aleppo city syria
#Construction #Infrastructures #UNICEF #SYRIE
Denys Bédarride
vendredi 16 février 2024 Dernière mise à jour le Vendredi 16 Février 2024 à 07:00

Since 2011, Syria has suffered significant losses in its physical and human capital, causing a long-term socio-economic crisis. ESCWA estimated in 2021 the cumulative destruction of physical capital since the start of the conflict at USD 117.7 billion and GDP losses at USD 324.5 billion. Furthermore, crude oil production decreased by 80% between 2010 and 2022 due to targeted destruction of energy infrastructure.

The consequences on human capital are also lasting and worrying: the Syrian Observatory for Human Rights recorded at the end of 2023 more than 500,000 deaths since the start of the conflict and the UNHCR counted 6.8 million internally displaced people and 6 .9 million Syrian refugees worldwide at the end of 2022. Unicef also reports 7,000 schools destroyed or damaged, and more than 2 million children out of school.

Financing needs have so far only been partially covered by the international community and the Syrian regime.

In November 2023, the Syria Reconstruction Committee declared having spent more than 380 billion SYP for the reconstruction of the country since 2012. At the same time since 2012, the United Nations humanitarian intervention plan for Syria 2023 has disbursed nearly 383 M USD for rapid recovery projects, including 61.2 M USD in 2023.

The multi-donor Syria Recovery Trust Fund has, for its part, obtained nearly EUR 345 million in contributions since its creation in 2013 (including EUR 18 million in 2023) for projects dedicated to water, health, electricity, education, food security and agriculture.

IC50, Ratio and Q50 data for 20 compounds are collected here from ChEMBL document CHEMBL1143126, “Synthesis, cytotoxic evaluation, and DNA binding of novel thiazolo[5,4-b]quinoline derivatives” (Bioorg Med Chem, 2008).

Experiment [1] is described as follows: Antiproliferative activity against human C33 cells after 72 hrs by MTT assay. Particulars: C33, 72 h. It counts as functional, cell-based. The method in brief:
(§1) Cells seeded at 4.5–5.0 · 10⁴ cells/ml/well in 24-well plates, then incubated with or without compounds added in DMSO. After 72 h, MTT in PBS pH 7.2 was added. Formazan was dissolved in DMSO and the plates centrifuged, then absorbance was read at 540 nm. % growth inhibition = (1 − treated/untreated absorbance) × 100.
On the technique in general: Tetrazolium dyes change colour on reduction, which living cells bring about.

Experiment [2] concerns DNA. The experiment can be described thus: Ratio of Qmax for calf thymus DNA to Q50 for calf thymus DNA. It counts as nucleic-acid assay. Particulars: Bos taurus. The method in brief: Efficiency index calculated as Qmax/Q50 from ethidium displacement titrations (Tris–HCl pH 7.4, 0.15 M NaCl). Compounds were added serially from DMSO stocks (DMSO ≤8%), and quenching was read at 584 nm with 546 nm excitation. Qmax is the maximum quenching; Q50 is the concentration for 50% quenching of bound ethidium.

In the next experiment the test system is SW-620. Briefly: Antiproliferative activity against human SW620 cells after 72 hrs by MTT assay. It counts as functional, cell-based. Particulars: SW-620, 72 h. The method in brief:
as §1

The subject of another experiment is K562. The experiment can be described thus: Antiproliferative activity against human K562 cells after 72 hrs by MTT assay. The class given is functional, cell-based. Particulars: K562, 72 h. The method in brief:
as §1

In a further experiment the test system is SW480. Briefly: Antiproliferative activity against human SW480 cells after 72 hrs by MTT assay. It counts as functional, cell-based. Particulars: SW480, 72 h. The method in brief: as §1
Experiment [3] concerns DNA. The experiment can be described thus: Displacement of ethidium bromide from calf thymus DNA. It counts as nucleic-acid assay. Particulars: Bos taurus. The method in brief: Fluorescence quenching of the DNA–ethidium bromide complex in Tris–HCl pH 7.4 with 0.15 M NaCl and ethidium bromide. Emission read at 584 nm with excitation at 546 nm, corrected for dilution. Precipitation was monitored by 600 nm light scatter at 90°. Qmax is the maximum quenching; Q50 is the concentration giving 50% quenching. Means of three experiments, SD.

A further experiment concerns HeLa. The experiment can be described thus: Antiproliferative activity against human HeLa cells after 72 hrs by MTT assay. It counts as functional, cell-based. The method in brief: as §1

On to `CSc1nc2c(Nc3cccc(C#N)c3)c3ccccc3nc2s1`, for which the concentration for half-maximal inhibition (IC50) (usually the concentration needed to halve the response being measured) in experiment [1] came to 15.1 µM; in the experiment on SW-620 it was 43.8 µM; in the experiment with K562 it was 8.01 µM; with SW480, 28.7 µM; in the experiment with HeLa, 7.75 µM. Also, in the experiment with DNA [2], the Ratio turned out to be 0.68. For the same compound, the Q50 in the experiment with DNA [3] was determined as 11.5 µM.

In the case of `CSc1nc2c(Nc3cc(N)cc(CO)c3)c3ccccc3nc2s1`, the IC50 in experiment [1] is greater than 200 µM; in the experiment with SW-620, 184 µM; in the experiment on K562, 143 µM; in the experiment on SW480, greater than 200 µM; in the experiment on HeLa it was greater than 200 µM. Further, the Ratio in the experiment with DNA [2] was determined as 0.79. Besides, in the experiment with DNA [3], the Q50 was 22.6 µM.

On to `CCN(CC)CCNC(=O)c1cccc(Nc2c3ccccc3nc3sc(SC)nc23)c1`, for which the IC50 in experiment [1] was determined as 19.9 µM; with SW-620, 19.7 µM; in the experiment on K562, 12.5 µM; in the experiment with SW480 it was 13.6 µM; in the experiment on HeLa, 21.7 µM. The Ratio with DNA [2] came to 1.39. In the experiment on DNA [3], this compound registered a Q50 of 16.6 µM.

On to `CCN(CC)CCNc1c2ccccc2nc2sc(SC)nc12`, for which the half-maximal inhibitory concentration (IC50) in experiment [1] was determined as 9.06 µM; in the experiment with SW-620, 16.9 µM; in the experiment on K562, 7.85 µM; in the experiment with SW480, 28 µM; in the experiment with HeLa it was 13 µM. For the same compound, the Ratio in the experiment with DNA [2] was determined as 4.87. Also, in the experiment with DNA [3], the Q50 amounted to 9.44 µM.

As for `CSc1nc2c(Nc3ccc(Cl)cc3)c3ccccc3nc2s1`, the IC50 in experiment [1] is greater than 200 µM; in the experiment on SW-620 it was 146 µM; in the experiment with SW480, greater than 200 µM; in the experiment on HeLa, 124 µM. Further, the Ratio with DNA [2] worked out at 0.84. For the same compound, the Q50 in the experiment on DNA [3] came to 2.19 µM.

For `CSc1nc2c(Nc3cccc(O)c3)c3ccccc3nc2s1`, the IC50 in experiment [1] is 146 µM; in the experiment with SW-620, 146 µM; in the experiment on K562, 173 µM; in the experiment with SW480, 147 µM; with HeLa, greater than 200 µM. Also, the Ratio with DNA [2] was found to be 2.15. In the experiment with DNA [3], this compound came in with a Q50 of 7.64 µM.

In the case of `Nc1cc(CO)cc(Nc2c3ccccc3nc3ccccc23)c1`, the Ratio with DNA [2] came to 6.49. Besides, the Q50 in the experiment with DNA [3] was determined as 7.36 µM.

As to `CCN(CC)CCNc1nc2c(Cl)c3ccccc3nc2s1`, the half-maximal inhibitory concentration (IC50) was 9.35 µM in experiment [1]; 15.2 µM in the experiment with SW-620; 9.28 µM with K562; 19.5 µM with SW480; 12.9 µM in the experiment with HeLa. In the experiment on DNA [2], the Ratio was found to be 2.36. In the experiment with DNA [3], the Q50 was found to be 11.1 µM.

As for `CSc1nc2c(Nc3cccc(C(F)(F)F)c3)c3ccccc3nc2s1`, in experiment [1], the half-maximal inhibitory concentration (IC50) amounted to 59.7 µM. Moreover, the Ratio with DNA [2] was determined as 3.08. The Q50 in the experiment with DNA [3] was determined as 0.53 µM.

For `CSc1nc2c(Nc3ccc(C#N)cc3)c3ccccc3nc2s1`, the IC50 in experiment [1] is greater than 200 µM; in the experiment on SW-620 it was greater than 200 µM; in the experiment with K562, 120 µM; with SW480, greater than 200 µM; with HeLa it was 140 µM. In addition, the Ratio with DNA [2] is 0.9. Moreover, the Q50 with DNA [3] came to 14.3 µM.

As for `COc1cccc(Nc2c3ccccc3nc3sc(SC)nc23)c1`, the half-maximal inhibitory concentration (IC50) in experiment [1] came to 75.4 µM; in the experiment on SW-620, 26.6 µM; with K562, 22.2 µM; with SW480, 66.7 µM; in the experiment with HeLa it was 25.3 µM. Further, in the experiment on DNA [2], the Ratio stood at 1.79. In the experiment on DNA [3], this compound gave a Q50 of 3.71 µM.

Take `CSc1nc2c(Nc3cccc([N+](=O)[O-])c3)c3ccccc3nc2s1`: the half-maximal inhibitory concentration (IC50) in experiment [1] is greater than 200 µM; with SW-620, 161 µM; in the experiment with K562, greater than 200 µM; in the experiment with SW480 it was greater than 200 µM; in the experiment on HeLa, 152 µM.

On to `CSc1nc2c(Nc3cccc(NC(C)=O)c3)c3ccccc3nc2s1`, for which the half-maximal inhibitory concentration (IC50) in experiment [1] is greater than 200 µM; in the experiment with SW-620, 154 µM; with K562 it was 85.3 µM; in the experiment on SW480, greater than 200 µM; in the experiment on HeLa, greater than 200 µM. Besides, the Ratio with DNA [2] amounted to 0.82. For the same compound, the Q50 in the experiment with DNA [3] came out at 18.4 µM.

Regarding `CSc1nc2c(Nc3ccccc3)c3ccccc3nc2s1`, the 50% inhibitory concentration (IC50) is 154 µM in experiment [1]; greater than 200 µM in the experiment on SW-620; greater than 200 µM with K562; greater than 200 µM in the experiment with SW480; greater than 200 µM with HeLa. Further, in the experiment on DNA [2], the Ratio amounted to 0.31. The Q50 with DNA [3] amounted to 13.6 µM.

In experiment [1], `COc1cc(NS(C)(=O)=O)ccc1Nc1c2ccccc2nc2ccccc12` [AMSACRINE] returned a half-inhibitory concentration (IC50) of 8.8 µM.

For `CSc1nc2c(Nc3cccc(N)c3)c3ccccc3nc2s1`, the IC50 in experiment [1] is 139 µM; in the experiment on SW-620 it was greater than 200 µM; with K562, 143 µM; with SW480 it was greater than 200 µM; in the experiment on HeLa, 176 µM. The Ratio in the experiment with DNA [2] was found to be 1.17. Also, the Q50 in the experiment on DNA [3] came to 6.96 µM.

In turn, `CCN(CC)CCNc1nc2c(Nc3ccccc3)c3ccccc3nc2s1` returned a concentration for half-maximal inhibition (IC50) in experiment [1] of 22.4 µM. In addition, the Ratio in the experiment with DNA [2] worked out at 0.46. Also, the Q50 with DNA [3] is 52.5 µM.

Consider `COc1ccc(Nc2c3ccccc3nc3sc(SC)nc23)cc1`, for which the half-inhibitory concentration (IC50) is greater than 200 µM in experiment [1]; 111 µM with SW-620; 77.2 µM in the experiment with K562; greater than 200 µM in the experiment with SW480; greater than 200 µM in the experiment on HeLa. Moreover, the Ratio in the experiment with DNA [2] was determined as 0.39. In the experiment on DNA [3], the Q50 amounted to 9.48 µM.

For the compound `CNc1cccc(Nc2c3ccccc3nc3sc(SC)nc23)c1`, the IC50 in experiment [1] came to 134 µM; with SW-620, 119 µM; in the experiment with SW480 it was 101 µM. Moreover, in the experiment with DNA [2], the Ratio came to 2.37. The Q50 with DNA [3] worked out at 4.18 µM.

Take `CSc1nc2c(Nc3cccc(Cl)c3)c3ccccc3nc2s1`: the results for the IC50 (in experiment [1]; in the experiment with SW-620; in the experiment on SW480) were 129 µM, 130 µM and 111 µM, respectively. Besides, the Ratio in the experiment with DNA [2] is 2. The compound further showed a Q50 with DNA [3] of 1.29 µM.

Several actors close to the regime are intensifying their commercial and financial exchanges to position themselves on the reconstruction of essential infrastructure.

For Russia, economic partnerships have intensified since the invasion of Ukraine and the implementation of new sanctions against Russian companies. It also signed an agreement with the regime in November 2023 to strengthen joint investments in the development of infrastructure (transport, public works), the agricultural, industrial and pharmaceutical sectors.

Iran, for its part, is increasing its official visits and economic partnerships aimed at reconstruction.

Turkey’s financial involvement in the reconstruction market is currently focused on housing reconstruction projects in the north of the country.

The Turkish government notably inaugurated rehabilitated residential villages in northern Syria in May 2022, villages which would aim to relocate Syrian refugees from Turkey to Syria.

Gulf countries are also increasing their financing and positioning certain companies on the Syrian market.

Some countries have substantially reassessed their humanitarian aid, notably the United Arab Emirates and Kuwait which respectively increased the amount of their aid by 160% and 471% between 2022 and 2023. The UAE is thus very present in the humanitarian sector. health, water and energy through a cooperation agreement signed in 2021 with a consortium of UAE companies for the construction of a photovoltaic power plant.

Syria has also increased the number of operating licenses obtained for Saudi companies in the phosphate and cement manufacturing sectors during 2023.

Other actors participate in rehabilitation and reconstruction projects, mainly through humanitarian aid or in-kind donations.

This is the case of Japan, which is financing a project to restore the Banias and Zara power stations via the UNDP to the tune of USD 12 million by providing spare parts and maintenance activities.

Similar in-kind donations were promised in July 2023 by China, which is already providing communications equipment as a contribution to the reconstruction of Syria.

Source: French Embassy in Syria, Economic Service

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